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Bridges normally aren’t constructed this way, but thanks to cutting edge technology developed in part by a Canadian company, that’s exactly what’s happening in Cartagena, Colombia

By Mark Halsall

 

Building a bridge from the top down isn’t the usual way to do it. But when bridge builders faced the daunting prospect of having to span five kilometres of swampland during a highway upgrade project in Cartagena, Colombia, it was determined that top-down construction made the most sense.

An integral part of this project is a groundbreaking beam launching girder system that enables bridges to be built in wetlands and shallow water areas that prevent the use of conventional floating equipment and cranes.

Construction of the two-lane, five kilometre long bridge began last September and is expected to be completed by 2019. A key contributor to the project is a Canadian company that assisted with the development of the beam launching system.

“The only system that they thought was viable was to bring this equipment to Colombia and use it for a top-down construction of the bridge,” said Stefano Gabaldo, sales engineer for Bermingham Foundation Solutions of Hamilton, Ont.

A beam launcher enables equipment and construction materials to be moved along a completed structure instead of along the ground or through floating vessels. Two of them are being used in Cartagena, one at each starting point for construction, and they will eventually meet near the middle to complete the bridge.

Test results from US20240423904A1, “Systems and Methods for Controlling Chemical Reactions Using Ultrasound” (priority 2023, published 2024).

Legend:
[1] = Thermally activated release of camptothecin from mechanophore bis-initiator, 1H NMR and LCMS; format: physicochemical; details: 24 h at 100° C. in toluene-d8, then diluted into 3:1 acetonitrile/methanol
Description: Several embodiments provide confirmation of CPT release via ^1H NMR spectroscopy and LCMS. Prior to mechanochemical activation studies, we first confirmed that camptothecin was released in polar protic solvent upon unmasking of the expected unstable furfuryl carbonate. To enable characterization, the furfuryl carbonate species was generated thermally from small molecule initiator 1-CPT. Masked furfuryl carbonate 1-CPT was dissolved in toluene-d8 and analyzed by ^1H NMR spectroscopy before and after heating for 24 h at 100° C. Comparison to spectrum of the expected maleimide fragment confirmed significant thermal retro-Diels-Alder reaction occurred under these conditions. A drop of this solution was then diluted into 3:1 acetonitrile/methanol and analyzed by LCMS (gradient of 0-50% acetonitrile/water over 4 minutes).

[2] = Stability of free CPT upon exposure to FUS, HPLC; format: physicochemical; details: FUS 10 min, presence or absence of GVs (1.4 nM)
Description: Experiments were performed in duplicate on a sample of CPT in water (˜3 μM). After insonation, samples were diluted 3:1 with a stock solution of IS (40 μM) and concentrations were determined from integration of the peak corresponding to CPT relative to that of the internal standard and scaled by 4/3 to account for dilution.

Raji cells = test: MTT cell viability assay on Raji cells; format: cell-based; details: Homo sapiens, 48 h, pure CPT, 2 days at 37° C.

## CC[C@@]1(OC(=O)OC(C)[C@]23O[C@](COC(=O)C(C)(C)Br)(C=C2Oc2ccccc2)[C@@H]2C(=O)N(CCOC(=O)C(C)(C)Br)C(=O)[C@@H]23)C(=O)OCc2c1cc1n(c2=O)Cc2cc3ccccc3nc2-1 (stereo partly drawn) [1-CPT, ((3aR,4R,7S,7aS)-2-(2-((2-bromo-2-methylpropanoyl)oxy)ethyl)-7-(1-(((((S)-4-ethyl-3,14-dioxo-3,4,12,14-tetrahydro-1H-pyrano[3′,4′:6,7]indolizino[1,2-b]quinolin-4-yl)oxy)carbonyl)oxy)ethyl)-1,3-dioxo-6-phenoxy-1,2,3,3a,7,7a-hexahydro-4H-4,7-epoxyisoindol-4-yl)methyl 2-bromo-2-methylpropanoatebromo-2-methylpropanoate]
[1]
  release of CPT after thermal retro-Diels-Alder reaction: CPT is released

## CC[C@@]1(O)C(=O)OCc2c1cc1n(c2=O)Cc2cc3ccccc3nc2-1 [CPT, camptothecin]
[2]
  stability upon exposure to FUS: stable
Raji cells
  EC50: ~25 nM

“The beam launchers are now driving piles and building the bridges at both ends,” said Gabaldo. “It is very slick system.”

Gabaldo describes the massive machines as the only ones like them in the world. Each one, he says, weighs about 1,000 tonnes and is almost 200 metres long.

 

"The only system that they thought was viable was to bring this equipment to Colombia and use it for a top-down construction of the bridge."

- Stefano Gabaldo, Bermingham Foundation Solutions

 

How beam launchers work

The beam launcher works through the use of a gantry that rests on the front edge of the already completed part of the bridge. The gantry cantilevers forward to allow the installation of the piles and the subsequent formation of the next pier.

After the piles have been driven at the front of the gantry, the pile cap and main girders of the bridge are then installed. All this happens without builders ever having to touch down on the ground.

“The machine basically builds the bridge,” said Gabaldo. “At the back end of the machine you have the finished product so your construction site is actually the beam launcher.”

Within each launcher is a tilting lead that is loaded with a pile horizontally; this lead then rotates the pile to a vertical position and drives it into place at the bent or pier location.

The bents in the Cartagena bridge are 37 metres apart and each one requires the installation of at least six supporting piles. In total, more than 800 piles will be driven to support some 130 bents being built during the bridge’s construction, says Gabaldo, adding that as of late April, almost two dozen bents (or approximately 850 metres of the total bridge’s length) had been successfully installed.